© RCMP photo
Sandra McNeil is seen following the awarding of the Second Man Award in St. John’s.
Sandra McNeil got her welcome to the life of being a Royal Canadian Mounted Police officer’s wife during a remote posting in Labrador back in 1985.
Just after she and officer Paddy McNeil got married, McNeil joined her husband in Mary’s Harbour. Growing up in Port aux Basques, McNeil said she had never sat on the back of a snowmobile because her family never owned one.
“I got on a plane and I flew to Mary’s Harbour, Labrador with a pair of high heel shoes on, mind you,” said McNeil. “When I got off I said, ‘So where’s my ride?’”
It was winter and there were no roads in the community and McNeil was directed to a waiting snowmobile.
“I get on the back of the Ski-Doo with my high heel shoes on, we go across the pond and the Ski-Doo went through the ice,” she said. “I went up to my waist in water and my husband says, ‘This is our honeymoon, welcome to Mary’s Harbour.’”
It was in that small coastal community in southern Labrador that McNeil became what is known as a “Second Man” — wives of officers who ultimately served as unpaid members.
They answered phones, searched female prisoners, provided meals to prisoners and opened their homes to visiting senior officers, court judges, doctors and nurses.
On Friday, the Pasadena woman was one of 22 in this province to be recognized with the RCMP’s Second Man Award. Nineteen of the award recipients, including McNeil, attended the award presentation by RCMP Assistant Commissioner Tracy Hardy, commanding officer in Newfoundland and Labrador, at RCMP headquarters in St. John’s.
McNeil served in Labrador with her husband for seven years — in Mary’s Harbour from 1985 to 1988, in Happy Valley-Goose Bay from 1988 to 1989 and in Nain from 1989 to 1991.
She said, starting out in Mary’s Harbour, for 30 months out of 36 it was just her and her husband at the detachment. As for the service she provided, McNeil said she did what was needed.
“I didn’t find it any different as being the normal housewife,” she said. “It just came as your normal daily routine to help out your husband when it was needed.”
Still, some of the things she did were far from normal. While in Nain, she recalls there being a double homicide, and at the same time a lot of break-and-enters where taking place in the town.
“My bedroom window was set up with five different alarm systems. When a break-and-enter would take place I would call by portable radio to Paddy and say, ‘Paddy there’s a B&E taking place at such-and-such a store.’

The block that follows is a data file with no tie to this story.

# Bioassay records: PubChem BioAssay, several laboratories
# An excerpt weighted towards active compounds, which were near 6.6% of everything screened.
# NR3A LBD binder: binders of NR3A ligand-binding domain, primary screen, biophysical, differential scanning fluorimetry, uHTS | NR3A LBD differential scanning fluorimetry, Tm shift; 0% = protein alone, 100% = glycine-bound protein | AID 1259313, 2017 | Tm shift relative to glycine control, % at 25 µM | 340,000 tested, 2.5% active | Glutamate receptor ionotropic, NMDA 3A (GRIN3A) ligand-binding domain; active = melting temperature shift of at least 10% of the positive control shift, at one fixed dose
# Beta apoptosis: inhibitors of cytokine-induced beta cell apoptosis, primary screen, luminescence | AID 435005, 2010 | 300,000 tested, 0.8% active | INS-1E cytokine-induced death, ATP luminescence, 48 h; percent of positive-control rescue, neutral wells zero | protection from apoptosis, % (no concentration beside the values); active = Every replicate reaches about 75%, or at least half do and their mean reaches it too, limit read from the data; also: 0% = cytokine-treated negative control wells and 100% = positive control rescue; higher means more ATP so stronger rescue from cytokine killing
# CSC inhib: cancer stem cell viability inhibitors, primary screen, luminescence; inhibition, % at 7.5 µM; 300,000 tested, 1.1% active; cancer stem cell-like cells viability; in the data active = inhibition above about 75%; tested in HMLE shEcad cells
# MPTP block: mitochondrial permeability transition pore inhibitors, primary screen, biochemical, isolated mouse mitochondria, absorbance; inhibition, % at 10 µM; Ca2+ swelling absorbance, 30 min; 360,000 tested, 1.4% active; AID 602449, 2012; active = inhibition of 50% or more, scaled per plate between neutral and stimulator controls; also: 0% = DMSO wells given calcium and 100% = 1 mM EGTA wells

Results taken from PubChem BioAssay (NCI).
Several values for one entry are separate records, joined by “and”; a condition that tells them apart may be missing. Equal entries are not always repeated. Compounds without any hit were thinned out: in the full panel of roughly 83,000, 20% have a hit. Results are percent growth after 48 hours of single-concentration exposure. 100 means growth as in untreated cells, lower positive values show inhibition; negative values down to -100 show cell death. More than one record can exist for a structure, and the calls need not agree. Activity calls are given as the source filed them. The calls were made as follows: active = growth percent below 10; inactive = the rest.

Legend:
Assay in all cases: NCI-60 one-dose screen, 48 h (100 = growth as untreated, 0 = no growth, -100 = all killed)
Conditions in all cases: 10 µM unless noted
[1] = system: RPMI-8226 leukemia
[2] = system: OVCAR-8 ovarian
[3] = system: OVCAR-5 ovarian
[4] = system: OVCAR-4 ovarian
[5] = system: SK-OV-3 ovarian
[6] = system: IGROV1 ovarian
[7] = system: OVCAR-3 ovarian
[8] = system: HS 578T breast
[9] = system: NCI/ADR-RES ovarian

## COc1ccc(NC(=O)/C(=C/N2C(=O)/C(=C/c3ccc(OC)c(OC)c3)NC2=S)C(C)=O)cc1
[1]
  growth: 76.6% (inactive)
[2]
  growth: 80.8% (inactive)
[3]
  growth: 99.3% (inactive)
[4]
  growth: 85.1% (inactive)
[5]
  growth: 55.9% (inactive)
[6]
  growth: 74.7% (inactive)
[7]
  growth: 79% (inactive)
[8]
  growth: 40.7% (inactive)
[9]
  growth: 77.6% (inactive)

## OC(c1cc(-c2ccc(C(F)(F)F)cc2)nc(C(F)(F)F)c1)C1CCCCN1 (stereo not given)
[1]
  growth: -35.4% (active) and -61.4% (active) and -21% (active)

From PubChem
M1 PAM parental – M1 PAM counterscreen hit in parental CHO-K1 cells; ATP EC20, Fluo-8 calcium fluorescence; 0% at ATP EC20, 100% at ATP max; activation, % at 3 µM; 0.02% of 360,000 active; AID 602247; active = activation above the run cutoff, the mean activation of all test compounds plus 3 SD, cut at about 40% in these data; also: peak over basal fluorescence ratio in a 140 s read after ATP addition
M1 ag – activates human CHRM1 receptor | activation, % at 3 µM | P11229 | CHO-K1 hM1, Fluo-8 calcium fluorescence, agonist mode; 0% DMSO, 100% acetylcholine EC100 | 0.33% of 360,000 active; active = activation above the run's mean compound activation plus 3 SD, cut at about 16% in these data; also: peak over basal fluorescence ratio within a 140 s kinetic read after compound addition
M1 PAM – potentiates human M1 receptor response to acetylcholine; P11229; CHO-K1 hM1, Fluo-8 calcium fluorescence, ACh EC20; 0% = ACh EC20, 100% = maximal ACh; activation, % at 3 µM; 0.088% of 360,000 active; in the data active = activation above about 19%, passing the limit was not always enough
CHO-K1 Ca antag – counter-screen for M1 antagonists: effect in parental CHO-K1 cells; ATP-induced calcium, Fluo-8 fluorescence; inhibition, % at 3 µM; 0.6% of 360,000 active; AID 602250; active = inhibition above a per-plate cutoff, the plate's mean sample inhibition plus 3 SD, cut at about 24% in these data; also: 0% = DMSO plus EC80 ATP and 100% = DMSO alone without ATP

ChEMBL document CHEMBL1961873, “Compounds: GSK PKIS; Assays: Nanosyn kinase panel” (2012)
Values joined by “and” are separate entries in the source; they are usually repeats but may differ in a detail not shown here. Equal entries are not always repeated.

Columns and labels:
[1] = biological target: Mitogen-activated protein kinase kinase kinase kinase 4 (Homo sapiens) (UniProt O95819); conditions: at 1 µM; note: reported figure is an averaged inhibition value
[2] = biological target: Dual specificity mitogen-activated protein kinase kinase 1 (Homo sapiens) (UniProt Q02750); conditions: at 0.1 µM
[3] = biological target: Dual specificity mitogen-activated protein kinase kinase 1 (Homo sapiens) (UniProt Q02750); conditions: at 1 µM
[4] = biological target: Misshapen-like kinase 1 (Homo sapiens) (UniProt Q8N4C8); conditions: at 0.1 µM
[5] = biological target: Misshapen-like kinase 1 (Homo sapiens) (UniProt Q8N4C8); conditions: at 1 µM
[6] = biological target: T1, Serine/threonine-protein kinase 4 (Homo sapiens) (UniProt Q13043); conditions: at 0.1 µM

“I actually fed prisoners at my own dining room table,” she added. “I had five at one time (in Nain).”
After Labrador, the family — which by then included daughter Nicole — moved to Corner Brook where McNeil’s husband was posted to the RCMP’s major crime unit. That was followed by postings in Deer Lake and Baie Verte. It’s at the mention of Baie Verte that McNeil recalls an unusual event involving a cold case her husband had been working on.
“I had a body part ... ” she starts to say, and then pauses to ask her husband if it’s OK to continue. With a yes from him she went on. “I had a body part in my fridge. That was very unusual right? I don’t think too many people have body parts in their fridge.”
But even with that statement, she’s unable to stop from adding a little laugh. While in Baie Verte, the McNeils lived in attached quarters with the jail cell and the office on the other side of her kitchen wall. From there the family transferred to Antigonish, N.S., and it was there that Paddy McNeil retired at the rank of staff sergeant.
The couple then moved back to Newfoundland and Labrador.
“I had to come back to home,” she said. “There’s no place like home.”
Her thoughts on the award?
“I was very honoured to be a recipient,” she said, but added she doesn’t feel like she needs to be recognized.
“I just felt that it was part of my life. A lot of the things I did in those isolated communities, I did it because, if I didn’t go to the office to hang out and help do the work, I would spend a lot of lonely hours by myself. When I signed on that dotted line and got married, I had no idea where the journey of life was going to take me.
“Having said that, I wouldn’t change not one single thing.”